Re: For Beginners: Basic Information Resources (or, Where to Look Things Up)
by ellem (Hermit) on Dec 16, 2001 at 05:57 UTC
    Hopefully things can stay this friendly. CLPMisc has gotten scary. Nearly to the point where nearly everything is flamebait. I hope this site can remain friendly to the newbie. Perl can only benefit from a good attitude towards newbies.
    --
    lmoran@wtsg.com
    There's more than one way to do it, just don't use my way.
      You know, people have been making this observation for the last 5 or 6 years now (See my TPJ article on the subject).

      I think to say that a Usenet news group seems to be "getting worse" is like saying that you walked to school in the snow, uphill -- both ways.

        The fact that people have been making an observation does not make it wrong.

        Though I wouldn't know how much the observation has been true in the last 4 years. I got tired of observing the downwards trend first-hand and left Usenet then. Since then my only Usenet posts have been email lists that got echoed to Usenet.

        I don't think I said it got any worse. I did say "gotten scary" which I suppose could be construed as getting worse and I don't care to fight over words. Scary/Worse OK. But seems to me since the "Knitting Female" changed to the "Tokyo Lizard" things have gotten, well, scarier. In no way is it related to "it" that "lives under bridges" but I merely use the above event as a time frame for when I noticed an attitude change.

        I took a bus to school ;)
        --
        lmoran@wtsg.com
        There's more than one way to do it, just don't use my way.
Re: For Beginners: Basic Information Resources (or, Where to Look Things Up)
by Elvis (Sexton) on Dec 17, 2001 at 00:00 UTC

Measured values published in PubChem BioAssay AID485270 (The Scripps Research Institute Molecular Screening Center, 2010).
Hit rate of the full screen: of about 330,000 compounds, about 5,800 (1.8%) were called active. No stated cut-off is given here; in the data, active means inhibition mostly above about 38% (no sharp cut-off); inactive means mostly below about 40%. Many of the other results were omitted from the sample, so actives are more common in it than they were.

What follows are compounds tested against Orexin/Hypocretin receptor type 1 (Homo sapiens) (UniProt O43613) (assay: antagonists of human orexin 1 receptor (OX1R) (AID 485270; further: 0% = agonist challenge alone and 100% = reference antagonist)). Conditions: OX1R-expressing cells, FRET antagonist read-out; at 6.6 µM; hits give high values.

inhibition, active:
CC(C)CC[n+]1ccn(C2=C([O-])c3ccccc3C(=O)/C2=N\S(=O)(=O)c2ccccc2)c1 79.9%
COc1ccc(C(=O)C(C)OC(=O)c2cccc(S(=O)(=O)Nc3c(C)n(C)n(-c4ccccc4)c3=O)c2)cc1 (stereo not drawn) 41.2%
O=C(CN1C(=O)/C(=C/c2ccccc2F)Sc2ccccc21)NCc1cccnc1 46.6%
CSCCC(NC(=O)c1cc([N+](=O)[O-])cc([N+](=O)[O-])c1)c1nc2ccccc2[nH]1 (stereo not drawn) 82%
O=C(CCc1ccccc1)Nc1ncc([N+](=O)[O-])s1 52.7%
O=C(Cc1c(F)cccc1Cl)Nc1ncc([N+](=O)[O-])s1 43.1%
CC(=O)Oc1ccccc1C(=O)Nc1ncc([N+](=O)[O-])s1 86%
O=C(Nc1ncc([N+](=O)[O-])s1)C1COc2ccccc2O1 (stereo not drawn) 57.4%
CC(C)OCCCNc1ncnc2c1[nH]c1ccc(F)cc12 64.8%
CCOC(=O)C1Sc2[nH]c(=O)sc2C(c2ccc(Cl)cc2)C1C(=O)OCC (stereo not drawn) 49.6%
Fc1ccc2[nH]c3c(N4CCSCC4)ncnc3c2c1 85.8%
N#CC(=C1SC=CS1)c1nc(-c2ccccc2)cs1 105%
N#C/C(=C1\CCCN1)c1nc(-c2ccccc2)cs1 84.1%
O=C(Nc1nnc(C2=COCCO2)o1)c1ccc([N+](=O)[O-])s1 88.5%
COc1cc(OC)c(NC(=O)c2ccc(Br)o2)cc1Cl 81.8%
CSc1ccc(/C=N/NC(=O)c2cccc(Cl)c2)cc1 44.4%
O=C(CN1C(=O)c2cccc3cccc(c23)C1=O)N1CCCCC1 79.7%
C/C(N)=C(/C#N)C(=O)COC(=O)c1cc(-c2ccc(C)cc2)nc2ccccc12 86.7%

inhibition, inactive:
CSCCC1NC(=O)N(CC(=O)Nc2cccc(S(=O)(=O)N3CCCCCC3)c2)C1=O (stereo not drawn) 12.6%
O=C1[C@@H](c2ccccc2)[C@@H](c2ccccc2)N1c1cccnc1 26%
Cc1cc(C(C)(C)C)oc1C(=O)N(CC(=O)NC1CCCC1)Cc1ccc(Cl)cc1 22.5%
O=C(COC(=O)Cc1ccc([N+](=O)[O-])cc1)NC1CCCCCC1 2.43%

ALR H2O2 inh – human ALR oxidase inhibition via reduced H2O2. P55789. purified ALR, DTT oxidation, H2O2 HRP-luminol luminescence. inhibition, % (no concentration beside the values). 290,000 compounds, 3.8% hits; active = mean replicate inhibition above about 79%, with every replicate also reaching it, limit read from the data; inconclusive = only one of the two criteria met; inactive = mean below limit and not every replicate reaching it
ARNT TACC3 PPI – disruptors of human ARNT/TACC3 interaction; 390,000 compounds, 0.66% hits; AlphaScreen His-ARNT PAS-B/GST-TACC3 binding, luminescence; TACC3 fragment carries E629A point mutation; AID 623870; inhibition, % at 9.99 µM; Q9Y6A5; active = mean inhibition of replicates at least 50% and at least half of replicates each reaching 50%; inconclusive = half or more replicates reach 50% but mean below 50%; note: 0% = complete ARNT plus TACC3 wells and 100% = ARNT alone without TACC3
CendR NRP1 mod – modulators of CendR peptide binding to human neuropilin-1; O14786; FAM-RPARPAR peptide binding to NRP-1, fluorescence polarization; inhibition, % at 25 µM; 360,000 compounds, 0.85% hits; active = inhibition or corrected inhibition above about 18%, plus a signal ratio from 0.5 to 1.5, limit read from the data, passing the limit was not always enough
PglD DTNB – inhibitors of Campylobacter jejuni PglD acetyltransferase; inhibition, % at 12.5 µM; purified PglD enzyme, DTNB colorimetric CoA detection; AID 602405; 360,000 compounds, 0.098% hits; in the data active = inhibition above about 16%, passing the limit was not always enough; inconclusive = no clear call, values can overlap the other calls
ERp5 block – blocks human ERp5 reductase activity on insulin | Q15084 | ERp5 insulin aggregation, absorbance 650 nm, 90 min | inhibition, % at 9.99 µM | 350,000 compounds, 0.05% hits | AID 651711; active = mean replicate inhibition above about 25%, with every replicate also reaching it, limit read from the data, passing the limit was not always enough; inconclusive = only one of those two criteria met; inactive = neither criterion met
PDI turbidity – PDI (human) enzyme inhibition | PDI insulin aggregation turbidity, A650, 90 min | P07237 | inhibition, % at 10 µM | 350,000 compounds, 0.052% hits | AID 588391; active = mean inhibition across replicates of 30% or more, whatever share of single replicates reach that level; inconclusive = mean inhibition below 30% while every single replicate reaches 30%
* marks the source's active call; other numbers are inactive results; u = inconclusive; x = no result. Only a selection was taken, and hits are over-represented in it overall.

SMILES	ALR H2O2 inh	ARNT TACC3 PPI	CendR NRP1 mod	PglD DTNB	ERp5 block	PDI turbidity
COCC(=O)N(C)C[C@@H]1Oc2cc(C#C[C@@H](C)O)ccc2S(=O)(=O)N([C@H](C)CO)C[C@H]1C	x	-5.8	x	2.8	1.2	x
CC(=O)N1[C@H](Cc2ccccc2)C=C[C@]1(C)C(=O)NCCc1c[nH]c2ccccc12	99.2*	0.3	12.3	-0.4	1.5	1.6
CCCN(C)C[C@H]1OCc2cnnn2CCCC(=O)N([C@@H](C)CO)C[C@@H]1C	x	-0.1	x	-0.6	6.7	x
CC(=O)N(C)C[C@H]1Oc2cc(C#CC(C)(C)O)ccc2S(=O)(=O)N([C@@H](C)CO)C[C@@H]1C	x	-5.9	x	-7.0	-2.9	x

Re: For Beginners: Basic Information Resources (or, Where to Look Things Up)
by thunders (Priest) on Dec 17, 2001 at 10:44 UTC
    I commented earlier on Activestate's HTML Documentation. I have Build 629 installed on my pc. I installed a more recent version on a friends pc and was dismayed to realize that they switched the HTML documentation from a large group of HTML files to a single .chm(compiled HTML) file. This might be a resonable move for some applications, but it does not work well with perl where new modules need to be added to the core distro. The old way, new package downloads would add HTML docs to a table of contents and make life easy, now you have to hunt through the directory tree. Anyway you can still download the old style documentation with a ppm command, But I wish that they didn't add this "improvement" by default.
      I hate this new compiled HTML doc. It has (last time I checked - and edited stylesheets) font size hardcoded, so you cannot increase it.

      I am interested in your suggestion to load old-style docs using PPM. Do you mean ActiveState module manager? How to do that?

      Also (I assume you are expert in ActiveState distro :-) ), some AS modules are quite obsolete. Are there any other sites with PPM archives? Thanks!

      pmas
      To make errors is human. But to make million errors per second, you need a computer.